The iTampon misses the mark — since there’s no hole

Well, we lived to see that too: a major product by Apple that misses the mark. The iPad.

Where do I start with this?

Flash? No. How the hell is this supposed to take over netbook market? Without Flash it is a no-go. I can eat the bullshit that the iPhone can’t do Flash for this or the other reason, but not having it on the iPad is a major mistake. Even if Apple adds it eventually, the damage is done for this product’s prospects in the minds of consumers.

Keyboard? Not only this keyboard requires both your hands, but it requires your lap too. How’s that any better than a freaking netbook? Instead of implementing a RESIZABLE split-keyboard, and have the full screen keyboard only as an option for when you sit on a couch, they go with the full screen keyboard by default. This is a MAJOR mistake. The large bezel and screen makes it IMPOSSIBLE for people with small hands to type when in vertical mode either — our fingers are not long enough to reach the middle of the screen. This is where the *resizable* split-keyboard would be a LIFE SAVER. [Update 1: Gizmodo on the terrible input method. Fully agreed with them.]

No multi-tasking? What the hell? Again, how’s that any more useful than a netbook? Just because it looks nicer and has a nicer interface doesn’t mean that it’s essentially more useful than a netbook. Again, Apple puts form over function as a priority, but I have the feeling that this time that strategy won’t be so kind to them. People wanted something better than the iPhone, not just an enlarged version of it. Daily Finance wrote it best (thanks goes to Dominique for the link).

And then, just like Andreas wrote, no camera for video chat? Sure, I get it. AT&T wouldn’t want to overload their towers, and I respect that. But Apple could easily have implemented an iChat or VoIP SIP version (or having Skype do it) that would only use WiFi. You can lock down that shit in application level. But, nooooo….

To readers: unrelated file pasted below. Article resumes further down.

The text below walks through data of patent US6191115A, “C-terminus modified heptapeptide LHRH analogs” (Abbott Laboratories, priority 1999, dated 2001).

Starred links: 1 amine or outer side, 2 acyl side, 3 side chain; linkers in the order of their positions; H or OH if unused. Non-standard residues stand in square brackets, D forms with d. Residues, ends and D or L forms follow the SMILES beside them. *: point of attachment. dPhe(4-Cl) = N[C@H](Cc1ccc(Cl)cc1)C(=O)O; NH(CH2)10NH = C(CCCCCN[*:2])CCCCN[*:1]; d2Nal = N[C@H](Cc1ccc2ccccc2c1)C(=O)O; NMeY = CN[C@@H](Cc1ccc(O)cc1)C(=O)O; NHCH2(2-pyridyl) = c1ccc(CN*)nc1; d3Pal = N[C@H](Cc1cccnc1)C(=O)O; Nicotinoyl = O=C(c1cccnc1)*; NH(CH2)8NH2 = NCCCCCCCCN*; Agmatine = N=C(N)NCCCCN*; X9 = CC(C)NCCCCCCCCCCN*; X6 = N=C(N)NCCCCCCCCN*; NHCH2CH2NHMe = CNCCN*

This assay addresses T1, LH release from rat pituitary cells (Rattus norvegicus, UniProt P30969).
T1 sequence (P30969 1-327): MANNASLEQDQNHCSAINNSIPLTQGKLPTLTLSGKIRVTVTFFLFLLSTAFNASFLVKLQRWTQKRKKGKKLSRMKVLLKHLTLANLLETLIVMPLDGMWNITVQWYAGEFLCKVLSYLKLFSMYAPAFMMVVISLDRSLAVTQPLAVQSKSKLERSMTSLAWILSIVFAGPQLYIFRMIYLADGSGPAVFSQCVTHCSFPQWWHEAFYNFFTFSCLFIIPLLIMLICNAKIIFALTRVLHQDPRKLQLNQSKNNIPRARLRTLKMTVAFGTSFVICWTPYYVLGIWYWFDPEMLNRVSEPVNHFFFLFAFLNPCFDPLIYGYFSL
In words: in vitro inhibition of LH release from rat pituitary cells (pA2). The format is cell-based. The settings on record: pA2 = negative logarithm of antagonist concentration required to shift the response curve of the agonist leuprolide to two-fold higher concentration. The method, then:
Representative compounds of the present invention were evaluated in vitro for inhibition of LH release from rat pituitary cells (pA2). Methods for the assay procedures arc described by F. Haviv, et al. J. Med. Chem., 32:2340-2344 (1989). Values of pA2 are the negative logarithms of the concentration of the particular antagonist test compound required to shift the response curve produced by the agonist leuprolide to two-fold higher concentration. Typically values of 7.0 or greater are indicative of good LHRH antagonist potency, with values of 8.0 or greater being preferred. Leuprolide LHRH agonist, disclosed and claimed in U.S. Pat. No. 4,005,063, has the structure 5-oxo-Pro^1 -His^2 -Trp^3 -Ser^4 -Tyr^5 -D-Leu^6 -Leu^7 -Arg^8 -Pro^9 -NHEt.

The last part is that with AT&T’s 250 MBs per month for $15. I’m sorry, but 250 MBs are not enough for a netbook-killer device. For $15 bucks per month, that should have been at least 1 GB of data. The last time I checked, just Engadget’s front page is 1.3 MBs usually. Even by doing light web browsing, the 250 MB per month will be eaten up within a week by a modern internet-er. Easily.

Finally, Gizmodo also has a nice list of 9 things that suck on the iPad. Thanks for the link @AsAPeople. [Update 2: Not to mention the lack of a microSDHC (or SDHC) slot. Sure, the iPhone has the excuse of being a small device and not having extra space for a slot, but the iPad doesn’t have the luxury to lie to us about it. Selling the cheap version of the iPad with just 16 GB of storage, with no expansion option, is a slap in the face of the modern consumer.]

Jeez. What a freaking over-hyped piece of shit of a product this is. Sure, I still expect the iPad to make its R&D money back, but this is not the next “iPhone”, not by a long shot. This is not the next big thing. Not with this implementation anyway. It’s half-baked at the points where it counts. My main concern though is that this product is not half-baked because Apple didn’t have the time to work on these points, but because these were their design decisions. And this shows a possible problem at Apple right now. It’s very possible that they’re suffering from the Microsoft/IBM syndrome: that one of the dinosaur.

Update 3: Thanks to Guy for the video link!